Airstream RV Blog #80 – Mesa Verde & Telluride from Sean Michael on Vimeo.
Traveling to historic places is obviously good for the mind. Nothing enhances one’s understanding of history like viewing what’s left of it.
But it’s also good for the soul. There’s something both sobering and magical about being amongst sites that were occupied by humans long ago. It provides perspective. It’s not just a matter of sociology and high-falutin’ book-learnin’; there’s a spiritual element, too. One can almost sense the presence of those who came before…
In Europe, people live their daily lives in the presence of history.
A few years ago, a friend gave me a walking tour of Stockholm, Sweden. As we strolled the city’s ancient streets, he pointed out items of interest. “Do you see that block of flats?” he said, gesturing to a nondescript structure. “That building is almost 1000 years old, and it’s still being used today.”
I was intrigued. “What is it today?” I asked.
“It’s still a block of flats,” he replied. “And people are still living there.”
A 1000-year old apartment building? Now that’s what I call “built to last.”
Here in America, we tend to worship the new. We like new cars, new houses, new clothes. When something begins to show a little age, we tear it down and build something new.
Want to visit some of the classic Las Vegas casinos? The places where Frank Sinatra, Dean Martin, and Sammy Davis, Jr. made their legend? Alas, most of them have already been destroyed and replaced.
Sure, there are a few United States cities with roots stretching back more than a couple hundred years. But even Boston and Charleston are spring chickens by Old World standards. In most cities, even the “historic district” is filled with structures less than a century old.
But just when you think the entire country is one big shopping center, you come across a place like Mesa Verde National Park.
Travel to Mesa Verde, and you can step back in time. Here are Native American ruins some 600 years old. Built beneath towering cliffs, the design and surrounding landscape is spectacular.
Yes, they were originally apartment buildings.
No, they aren’t still be used for that purpose (although they’d be quite spacious by New York standards).
There’s also an element of spiritual mystery about Mesa Verde. We know why these places were built, since the cliffs offered excellent fortified protection.
But why were they abandoned? We have theories (climate change led to a shrinking water supply) but hard evidence is in short supply.
We’ve traveled some 30,000 miles so far on our long, long RV honeymoon. Of all the places we have visited, Mesa Verde is unique. Given its location, in a somewhat remote area of Colorado, it’s the type of place best explored by RV.
We left Mesa Verde with a better understanding of Native American history and culture. It whetted our appetite for more. In the words of another time traveler from the future… I’ll be back.
For more historic RV travels, check out our website: TheLongLongHoneymoon.com.
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Maek & Kay, thanks… We passed through Silver City this summer. We missed the site there, but I’m sure you got a good taste of the experience.
Dennis, yes we went to the Anasazi Heritage Center too. The view was stunning! Of course, I thought the views around Mesa Verde were pretty special too.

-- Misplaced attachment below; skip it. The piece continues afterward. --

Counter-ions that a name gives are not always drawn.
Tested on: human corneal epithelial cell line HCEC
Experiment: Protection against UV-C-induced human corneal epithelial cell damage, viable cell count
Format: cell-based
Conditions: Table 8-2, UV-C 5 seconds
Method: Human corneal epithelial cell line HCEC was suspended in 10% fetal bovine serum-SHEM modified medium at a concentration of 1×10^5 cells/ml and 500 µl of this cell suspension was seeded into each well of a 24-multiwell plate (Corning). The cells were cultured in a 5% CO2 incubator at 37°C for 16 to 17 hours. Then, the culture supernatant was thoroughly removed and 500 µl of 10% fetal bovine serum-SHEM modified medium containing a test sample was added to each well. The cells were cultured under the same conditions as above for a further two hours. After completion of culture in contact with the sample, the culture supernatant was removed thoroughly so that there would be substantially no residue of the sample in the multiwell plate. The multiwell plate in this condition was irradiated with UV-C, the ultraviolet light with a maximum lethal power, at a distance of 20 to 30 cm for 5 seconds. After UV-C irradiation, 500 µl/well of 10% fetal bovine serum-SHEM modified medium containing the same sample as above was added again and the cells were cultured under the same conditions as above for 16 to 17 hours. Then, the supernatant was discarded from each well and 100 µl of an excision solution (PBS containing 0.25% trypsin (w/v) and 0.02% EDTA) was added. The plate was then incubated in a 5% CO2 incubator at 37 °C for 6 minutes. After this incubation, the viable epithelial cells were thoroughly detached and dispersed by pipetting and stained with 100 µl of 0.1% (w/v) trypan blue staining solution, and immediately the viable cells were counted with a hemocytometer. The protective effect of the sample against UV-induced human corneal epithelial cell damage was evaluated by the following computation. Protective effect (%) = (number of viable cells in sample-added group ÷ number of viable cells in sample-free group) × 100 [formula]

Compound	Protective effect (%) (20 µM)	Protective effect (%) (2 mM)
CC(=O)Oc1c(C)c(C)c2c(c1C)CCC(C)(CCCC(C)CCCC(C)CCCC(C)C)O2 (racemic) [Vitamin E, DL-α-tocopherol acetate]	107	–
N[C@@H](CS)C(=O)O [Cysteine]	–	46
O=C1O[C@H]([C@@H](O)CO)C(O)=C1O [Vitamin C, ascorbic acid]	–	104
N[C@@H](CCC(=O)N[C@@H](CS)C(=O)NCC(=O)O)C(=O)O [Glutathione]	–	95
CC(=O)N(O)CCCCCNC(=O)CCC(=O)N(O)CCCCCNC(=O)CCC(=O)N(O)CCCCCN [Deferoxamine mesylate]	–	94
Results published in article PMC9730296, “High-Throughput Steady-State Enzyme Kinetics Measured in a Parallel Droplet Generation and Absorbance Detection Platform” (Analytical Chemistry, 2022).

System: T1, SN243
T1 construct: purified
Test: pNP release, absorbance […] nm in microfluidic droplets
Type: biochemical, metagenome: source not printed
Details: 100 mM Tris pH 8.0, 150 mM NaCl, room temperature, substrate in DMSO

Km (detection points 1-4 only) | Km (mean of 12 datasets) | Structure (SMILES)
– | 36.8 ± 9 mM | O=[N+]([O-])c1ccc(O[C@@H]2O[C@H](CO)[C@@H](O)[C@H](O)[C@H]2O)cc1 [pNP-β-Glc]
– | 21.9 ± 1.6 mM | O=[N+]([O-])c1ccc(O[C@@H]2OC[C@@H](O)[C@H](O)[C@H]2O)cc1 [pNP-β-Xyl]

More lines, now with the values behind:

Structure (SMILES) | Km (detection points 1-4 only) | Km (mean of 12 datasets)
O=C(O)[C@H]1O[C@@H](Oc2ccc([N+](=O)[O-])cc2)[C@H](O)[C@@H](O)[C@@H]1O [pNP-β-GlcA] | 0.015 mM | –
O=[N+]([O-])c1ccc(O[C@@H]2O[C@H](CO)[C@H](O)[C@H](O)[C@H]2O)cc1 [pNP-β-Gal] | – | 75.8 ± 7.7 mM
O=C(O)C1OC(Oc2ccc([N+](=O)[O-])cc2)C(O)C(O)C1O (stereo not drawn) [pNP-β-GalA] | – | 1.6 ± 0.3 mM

Well, Mesa Verde was,,,”All Right”. But did you look at Hovenweep while you were there? Talk about an ‘experience’! It’s perhaps forty or so miles from Mesa Verde. And of course the last National Monument that Mr. Clinton made, the Anasazi Heritage Center, outside of Cortez. The view those guy’s had was Stupendous! In Aztec, New Mexico, there are (or were) over four hundred sites per section. Quite a place to visit!
Maek & Kay Ulm
Have yet to get there but it is on our bucket list now.
We have gone to a smaller site near Silver City ,New Mexico a few years ago and that was cool.
Keep up the good work!!!
Jim, I agree — Mesa Verde is a special place that really touches the spirit.
Glen, thanks for the suggestions. We will research some of the places you mention, and who knows, maybe camp there as well. You make an interesting point about climate change. I usually steer clear of politics on the blog, but researchers and historians claim that “climate change” is the core reason the cliff dwellings were vacated some 600 years ago! The climate changed and their water supply dried up. One suspects that “change” is what the earth’s climate does, and has always done. We often tend to draw conclusions based upon brief snapshots of time, rather than the totality of 5 billion years of history.
Dito on those spiritual feelings when visiting the sites of those people that were here before white man caused their demise. Yes I am being sarcastic. It is a wonder how the Al Gores of the world can claim the destruction of the world by our way of life should have been around to save the civilizations which have left signs that there was climate change long before fossils fuels and SUVs. Having visited over 220 nat park sites some others that leave you with the spiritual feelings are: Montezuma Castle, Az, Casa Grande Ruins, AZ, Tonto Nat Monument, AZ, Tizigot Nat Monument, AZ, Wupathki Nat Monument, AZ, Ocmulgee Nat Monument, GA, Effgy Mounds, IO, Poverty Point, LA, Russel Cave, AL . Now these sound like a lot but they only represent part of the ones that I can think of for now. Who needs to go across the water to see History . I’ve talked to long ,got to get on the road, visit more spiritual places before the good Lord takes me away.
My wife and I went there in 2003 and felt the very spirit of “Those Who Came Before”…..and I gotta tell ya…..if you go there and DON”T feel that very spirit,,,,you’re spiritually dead. Wonderful and exciting and emotional to be there.